edited by Sue Courtney
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Wine of the Week for week ending 11 March 2001
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Hawkes Bay, New Zealand
This week's Wine of the Week celebrates an historic occasion in New Zealand's vinous timeline - the release of the country's first commercial Zinfandel.
Alan Limmer of Stonecroft Wines has been pretty much of a pioneer in some aspects of the New Zealand industry so it is not surprising that he is the producer of this historic wine.
Loyal followers of Stonecroft were alerted to the forthcoming Zinfandel in the 1996 newsletter which said "We have just received three new imported vines after 18 months in quarantine - namely Zinfandel - yes NZ's first Zin is on its way, Cinsault and Mouvedre. We only received 2 or 3 cuttings, so the next few years will be spent bulking up material and assessing trial batches of wine".
It didn't seem long before we got to taste the Zinfandel, for a tiny quantity was made in the now, much heralded, 1998 vintage. What wasn't given away for the 1999 Hawkes Bay Charity Wine Auction was bottled into 375ml bottles and given away, yes given away, to loyal mail order customers of Stonecroft. "The wine is too rare to sell" said Limmer. And so the bottle had 'For Friends of Stonecroft - not for resale" on the label.
And now the 1999 Stonecroft Zinfandel is released. The latest newsletter says "After bulking up the surviving two vines from quarantine, we now have a small plot of producing Zinfandel. The future of Zinfandel looks promising - if you can stand the stress of growing a grape that falls apart at the first sign of a dubious weather map!".
I tasted the wine at the release tasting last week. It is a bright plummy red colour of medium to deep intensity. Cherries and spice on the nose and lifted sweet fruit in the palate - intense berry fruit character of raspberry and cherries, and spice. There's good acidity. "A long acid structure is one of the hallmark's of Zinfandel" says Alan. In summary, it is a lifted fruity wine with a touch of spicy leather on the long finish.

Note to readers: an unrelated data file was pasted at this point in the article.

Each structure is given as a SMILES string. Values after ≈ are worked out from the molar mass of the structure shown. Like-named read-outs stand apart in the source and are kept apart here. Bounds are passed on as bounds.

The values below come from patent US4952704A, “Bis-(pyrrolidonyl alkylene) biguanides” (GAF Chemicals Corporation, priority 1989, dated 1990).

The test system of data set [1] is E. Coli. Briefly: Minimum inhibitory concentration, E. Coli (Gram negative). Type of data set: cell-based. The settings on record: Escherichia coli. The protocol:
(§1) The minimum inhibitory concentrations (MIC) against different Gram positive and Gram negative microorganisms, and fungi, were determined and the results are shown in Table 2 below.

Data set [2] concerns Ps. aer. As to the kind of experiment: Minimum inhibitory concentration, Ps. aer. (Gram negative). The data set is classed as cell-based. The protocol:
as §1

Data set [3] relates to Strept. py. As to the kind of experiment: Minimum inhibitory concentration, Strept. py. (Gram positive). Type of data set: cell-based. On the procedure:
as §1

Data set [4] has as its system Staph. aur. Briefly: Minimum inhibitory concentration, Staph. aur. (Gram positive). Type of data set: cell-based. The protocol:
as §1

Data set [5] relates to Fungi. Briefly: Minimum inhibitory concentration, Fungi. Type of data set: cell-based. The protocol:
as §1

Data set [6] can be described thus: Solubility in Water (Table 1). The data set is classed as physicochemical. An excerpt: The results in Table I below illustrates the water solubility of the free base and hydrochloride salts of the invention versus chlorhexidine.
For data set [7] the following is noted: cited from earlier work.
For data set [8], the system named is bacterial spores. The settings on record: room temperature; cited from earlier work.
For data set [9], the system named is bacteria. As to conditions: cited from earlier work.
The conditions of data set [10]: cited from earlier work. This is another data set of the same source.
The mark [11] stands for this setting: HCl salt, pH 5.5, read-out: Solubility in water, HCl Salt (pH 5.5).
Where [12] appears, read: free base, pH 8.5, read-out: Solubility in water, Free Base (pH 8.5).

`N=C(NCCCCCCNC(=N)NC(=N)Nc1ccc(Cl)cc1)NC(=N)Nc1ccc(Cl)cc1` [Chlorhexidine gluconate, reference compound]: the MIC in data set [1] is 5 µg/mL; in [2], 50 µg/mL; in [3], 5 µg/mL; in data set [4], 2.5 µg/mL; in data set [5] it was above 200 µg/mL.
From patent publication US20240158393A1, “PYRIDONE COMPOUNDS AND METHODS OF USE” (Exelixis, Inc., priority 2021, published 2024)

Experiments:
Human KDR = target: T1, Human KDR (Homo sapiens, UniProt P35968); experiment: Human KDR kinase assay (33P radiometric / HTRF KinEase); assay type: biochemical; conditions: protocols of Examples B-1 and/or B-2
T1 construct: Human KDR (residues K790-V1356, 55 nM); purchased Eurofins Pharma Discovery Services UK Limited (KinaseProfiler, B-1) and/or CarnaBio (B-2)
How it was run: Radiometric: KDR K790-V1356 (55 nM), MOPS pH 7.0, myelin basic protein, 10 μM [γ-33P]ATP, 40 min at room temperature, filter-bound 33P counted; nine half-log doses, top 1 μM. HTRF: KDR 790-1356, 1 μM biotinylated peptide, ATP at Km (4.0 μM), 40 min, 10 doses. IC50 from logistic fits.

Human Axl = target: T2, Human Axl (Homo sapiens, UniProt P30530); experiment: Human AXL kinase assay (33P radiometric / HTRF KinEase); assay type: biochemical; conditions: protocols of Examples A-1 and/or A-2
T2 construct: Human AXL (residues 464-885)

"It's not the style I wanted to make" said Alan. "It's not a 14% alcohol porty-type of wine", he said of the wine which was aged in one year old French oak barriques. He reiterated the difficulty in growing the grape with its uneven ripening and the bunches falling apart at first sign of rain. He is vigilant in the vineyard, removing any rot as soon as it forms. "It drives you crazy" he said.
So where can you buy a piece of NZ's history. Well, you probably can't. Although it only costs $25 a bottle, it is limited to one bottle per 12-bottle case for mail order customers only. No wine is going into the New Zealand trade and none will be exported for sale. Needled to say, I ordered my case of Stonecroft wines and my own piece of NZ's vinous history.
Check out the Stonecroft web site for further information about Stonecroft wines.
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